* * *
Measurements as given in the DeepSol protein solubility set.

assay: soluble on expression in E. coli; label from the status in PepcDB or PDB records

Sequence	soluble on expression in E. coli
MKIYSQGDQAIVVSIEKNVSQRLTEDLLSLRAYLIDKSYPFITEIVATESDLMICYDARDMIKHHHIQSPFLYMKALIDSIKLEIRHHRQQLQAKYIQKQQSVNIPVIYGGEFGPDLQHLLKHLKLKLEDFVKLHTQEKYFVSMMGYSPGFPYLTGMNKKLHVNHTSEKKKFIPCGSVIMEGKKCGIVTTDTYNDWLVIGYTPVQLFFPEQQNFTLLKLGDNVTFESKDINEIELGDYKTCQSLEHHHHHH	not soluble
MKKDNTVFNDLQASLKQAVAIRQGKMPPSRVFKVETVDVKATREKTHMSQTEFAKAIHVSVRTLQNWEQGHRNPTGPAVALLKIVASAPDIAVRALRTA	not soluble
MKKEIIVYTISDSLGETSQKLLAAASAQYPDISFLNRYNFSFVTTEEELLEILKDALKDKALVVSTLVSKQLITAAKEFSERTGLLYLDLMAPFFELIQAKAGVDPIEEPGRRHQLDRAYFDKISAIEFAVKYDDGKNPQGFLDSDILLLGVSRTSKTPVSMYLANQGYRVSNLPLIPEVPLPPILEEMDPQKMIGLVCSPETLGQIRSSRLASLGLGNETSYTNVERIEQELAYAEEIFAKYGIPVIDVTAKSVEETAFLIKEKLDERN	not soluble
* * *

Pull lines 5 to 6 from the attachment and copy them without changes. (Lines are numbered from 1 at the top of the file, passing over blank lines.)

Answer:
MKKDNTVFNDLQASLKQAVAIRQGKMPPSRVFKVETVDVKATREKTHMSQTEFAKAIHVSVRTLQNWEQGHRNPTGPAVALLKIVASAPDIAVRALRTA	not soluble
MKKEIIVYTISDSLGETSQKLLAAASAQYPDISFLNRYNFSFVTTEEELLEILKDALKDKALVVSTLVSKQLITAAKEFSERTGLLYLDLMAPFFELIQAKAGVDPIEEPGRRHQLDRAYFDKISAIEFAVKYDDGKNPQGFLDSDILLLGVSRTSKTPVSMYLANQGYRVSNLPLIPEVPLPPILEEMDPQKMIGLVCSPETLGQIRSSRLASLGLGNETSYTNVERIEQELAYAEEIFAKYGIPVIDVTAKSVEETAFLIKEKLDERN	not soluble